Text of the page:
I was fortunate to work for a ridiculously talented and kind man called (Sir) Tony Jay who included amongst his many achievements writing the iconic BBC comedy Yes Prime Minister. He was kind to all his colleagues sharing his wisdom with us whenever it was needed. But at a heart-warming company reunion he modestly put some of his success down to recruiting kind people who then recruited other kind people. It makes you wonder if that is the secret to how all the great companies establish not only their success but their reputation for being good people to work with.

So, given an equal choice, which organisation do customers or suppliers choose to work with long term? The friendly one they have established a relationship with or the one they must work with despite the lack of conviviality? As author Jill Lubin (The Profit of Kindness: How to Influence Others, Establish Trust, and Build Lasting Business Relationships) says “By practicing kindness in your business, you can increase your income, generate new clients, stimulate repeat customers to buy, and much more.”


It’s no surprise to discover that ultimately people will be happier and healthier in a kinder workplace.

And yet traditionally the way we look after employees’ wellbeing has been dictated by rules and regulations established to provide the minimum acceptable levels of health and safety at work.

The smarter an organisation is, the further it goes to look after its most valuable asset, people. And the greater emphasis and investment that goes into their wellbeing the more likely that those people will repay the faith and kindness to them several times over.

In fact, research from Harvard and UCLA in America revealed that on average each kind act is repeated 9 times. So, you see, kindness is infectious to the point where employees will actively be looking for opportunities to reciprocate the kindness they have experienced towards their colleagues, customers, friends and family. The flip side is that unkind acts are repeated at the same ratio. So, the alternative to kindness rapidly escalates towards a negative work experience. It’s a no brainer really.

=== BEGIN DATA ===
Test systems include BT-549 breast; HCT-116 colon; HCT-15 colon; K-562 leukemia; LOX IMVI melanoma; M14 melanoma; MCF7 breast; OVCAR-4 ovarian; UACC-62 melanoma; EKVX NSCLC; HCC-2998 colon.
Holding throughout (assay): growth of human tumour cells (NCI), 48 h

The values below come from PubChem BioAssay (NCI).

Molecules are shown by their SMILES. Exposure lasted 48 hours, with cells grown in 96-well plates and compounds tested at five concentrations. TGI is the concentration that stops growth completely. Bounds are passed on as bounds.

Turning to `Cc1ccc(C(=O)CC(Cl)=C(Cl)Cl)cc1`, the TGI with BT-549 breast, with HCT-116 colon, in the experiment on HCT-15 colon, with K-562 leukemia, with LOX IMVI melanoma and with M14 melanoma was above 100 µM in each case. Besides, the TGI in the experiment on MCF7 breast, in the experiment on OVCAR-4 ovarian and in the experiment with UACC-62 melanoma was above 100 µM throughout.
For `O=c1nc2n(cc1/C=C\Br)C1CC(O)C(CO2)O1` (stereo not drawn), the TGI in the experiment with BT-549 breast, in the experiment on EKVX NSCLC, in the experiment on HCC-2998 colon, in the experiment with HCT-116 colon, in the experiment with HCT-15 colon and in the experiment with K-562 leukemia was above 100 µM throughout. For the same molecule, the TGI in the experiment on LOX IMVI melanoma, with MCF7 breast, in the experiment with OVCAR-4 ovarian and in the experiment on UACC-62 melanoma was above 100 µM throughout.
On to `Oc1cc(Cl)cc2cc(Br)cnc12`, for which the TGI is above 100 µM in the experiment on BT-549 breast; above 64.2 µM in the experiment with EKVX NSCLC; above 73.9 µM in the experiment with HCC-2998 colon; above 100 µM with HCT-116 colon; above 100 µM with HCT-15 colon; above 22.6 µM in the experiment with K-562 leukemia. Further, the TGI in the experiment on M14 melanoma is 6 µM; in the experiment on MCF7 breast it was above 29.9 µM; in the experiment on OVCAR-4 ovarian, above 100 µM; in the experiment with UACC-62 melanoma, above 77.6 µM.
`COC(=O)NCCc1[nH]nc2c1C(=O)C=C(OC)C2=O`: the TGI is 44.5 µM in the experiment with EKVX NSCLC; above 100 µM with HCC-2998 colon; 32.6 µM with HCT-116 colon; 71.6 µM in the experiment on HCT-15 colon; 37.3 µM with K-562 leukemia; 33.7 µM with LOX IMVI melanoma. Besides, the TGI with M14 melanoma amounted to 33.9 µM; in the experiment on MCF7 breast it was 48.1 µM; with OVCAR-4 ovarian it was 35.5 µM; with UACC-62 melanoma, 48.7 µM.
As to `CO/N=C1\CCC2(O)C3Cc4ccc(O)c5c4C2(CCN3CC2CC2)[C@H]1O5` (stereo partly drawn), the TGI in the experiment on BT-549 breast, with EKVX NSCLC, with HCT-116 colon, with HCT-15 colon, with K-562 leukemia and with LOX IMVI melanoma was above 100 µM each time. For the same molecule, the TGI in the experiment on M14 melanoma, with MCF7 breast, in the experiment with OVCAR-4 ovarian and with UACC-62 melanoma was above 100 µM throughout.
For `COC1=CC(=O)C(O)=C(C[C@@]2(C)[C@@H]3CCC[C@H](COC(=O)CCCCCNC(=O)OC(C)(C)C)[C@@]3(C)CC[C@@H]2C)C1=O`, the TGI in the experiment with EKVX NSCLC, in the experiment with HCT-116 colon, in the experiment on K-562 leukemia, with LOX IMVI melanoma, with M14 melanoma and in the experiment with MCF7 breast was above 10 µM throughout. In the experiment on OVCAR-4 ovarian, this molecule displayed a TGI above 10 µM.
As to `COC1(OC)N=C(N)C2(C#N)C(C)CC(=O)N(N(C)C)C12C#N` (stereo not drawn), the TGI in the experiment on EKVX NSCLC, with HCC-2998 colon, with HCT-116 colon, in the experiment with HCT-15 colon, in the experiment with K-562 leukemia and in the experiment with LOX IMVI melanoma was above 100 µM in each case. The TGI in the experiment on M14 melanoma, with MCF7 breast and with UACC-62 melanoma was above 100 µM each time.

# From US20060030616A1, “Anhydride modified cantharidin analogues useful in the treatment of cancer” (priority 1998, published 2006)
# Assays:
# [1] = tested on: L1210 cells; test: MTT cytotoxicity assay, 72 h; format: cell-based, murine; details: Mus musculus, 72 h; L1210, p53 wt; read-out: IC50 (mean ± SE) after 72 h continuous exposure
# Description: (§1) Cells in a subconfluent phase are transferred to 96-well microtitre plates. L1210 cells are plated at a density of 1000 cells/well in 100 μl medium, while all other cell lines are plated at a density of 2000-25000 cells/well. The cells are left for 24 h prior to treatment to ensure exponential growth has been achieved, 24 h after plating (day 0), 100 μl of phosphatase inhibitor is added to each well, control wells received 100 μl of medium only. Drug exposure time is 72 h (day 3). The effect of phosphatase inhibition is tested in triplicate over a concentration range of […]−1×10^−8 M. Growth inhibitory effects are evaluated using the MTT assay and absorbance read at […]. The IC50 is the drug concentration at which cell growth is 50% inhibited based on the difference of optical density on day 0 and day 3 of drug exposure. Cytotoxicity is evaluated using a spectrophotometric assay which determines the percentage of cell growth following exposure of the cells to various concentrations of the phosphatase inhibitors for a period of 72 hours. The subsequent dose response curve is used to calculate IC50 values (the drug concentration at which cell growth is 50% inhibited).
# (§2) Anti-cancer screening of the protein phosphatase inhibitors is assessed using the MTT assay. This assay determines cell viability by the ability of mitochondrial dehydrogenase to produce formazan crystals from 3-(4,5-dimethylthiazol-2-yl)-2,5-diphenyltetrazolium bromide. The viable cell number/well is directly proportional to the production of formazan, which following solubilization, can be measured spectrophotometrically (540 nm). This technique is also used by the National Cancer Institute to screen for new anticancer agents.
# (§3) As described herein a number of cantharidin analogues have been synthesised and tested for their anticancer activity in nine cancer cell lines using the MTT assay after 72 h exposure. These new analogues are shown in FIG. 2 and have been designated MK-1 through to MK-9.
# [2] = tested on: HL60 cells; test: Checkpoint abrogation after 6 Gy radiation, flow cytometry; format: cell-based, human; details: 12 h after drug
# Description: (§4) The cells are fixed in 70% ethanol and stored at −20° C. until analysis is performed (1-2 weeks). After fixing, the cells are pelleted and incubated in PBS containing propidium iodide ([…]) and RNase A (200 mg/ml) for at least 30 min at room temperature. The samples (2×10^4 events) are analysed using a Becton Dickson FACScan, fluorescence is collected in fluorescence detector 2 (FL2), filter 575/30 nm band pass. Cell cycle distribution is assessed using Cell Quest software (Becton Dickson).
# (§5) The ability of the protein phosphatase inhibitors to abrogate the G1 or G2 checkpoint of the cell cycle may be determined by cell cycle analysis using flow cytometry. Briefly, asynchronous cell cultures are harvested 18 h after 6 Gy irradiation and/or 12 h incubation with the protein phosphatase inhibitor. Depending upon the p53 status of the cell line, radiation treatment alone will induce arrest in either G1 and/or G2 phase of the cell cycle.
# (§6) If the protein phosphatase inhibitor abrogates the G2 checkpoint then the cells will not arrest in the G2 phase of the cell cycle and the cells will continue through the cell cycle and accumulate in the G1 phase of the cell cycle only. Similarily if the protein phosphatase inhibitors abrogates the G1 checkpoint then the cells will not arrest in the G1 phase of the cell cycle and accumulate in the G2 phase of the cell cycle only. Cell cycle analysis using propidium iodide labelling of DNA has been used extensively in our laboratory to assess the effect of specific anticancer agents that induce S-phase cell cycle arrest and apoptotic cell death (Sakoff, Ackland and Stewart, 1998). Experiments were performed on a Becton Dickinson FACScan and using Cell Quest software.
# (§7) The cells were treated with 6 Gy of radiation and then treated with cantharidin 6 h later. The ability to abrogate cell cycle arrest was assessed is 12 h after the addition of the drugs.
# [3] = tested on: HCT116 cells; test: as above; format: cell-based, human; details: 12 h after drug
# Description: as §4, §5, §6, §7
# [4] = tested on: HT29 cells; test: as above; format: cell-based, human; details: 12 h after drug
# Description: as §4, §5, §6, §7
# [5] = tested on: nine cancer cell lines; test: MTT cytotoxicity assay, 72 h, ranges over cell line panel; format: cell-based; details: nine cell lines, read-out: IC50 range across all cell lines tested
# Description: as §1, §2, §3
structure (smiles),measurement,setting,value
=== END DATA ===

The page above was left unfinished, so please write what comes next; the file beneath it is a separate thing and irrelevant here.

Creating a kinder workplace through health and safety at work:

Bah humbug I hear the “glass half empty” cynics among you crying. Triple my wages and I’ll be kinder at work. Sadly, that isn’t on the table yet.

So what is the secret? What does kindness in the workplace look like and how do you go about making sure it happens in your organisation?

To put it simply kindness at work happens by actively choosing to take regular actions that show other people that they matter and are valued. Doing the right thing and it’s much easier than you might imagine. The key is the level of active participation throughout an organisation that truly values the wellbeing of the individuals within.

And what better place to start in any organisation than with the way we do health and safety. Traditionally safety at work has been viewed as the domain of killjoys and their mildly irritating rules and regulations. But truly world class safety cultures have at their heart an inherent understanding that safety is ultimately about good people looking out for each other by taking kind actions that demonstrate they care. Going way beyond basic legal compliance.

We all have unique experience or knowledge in our job that we can share with our colleagues to keep them safe. So what if from now on we all actively look for opportunities to help each other out with regular acts of safety kindness? And when someone helps you out with an act of safety kindness make sure you look for an opportunity to pay it forward or pass it on as soon as you possibly can. Active kindness cascading across our workplace social networks influencing not only our colleagues but the companies we work with.

A simple act of kindness today could save a life tomorrow, next week, or next year. It could help a colleague talk about something that’s causing them heartache. It might even win you new customers. Either way it could well be the start of something remarkable that will change our world of work forever.

“Never doubt that a small group of thoughtful, committed, citizens can change the world. Indeed, it is the only thing that ever has.”” Margaret Mead

Pay It Forward Safety ™ is the new positive safety approach from Lattitude available to like minded people:

Thank You
Rob Coyle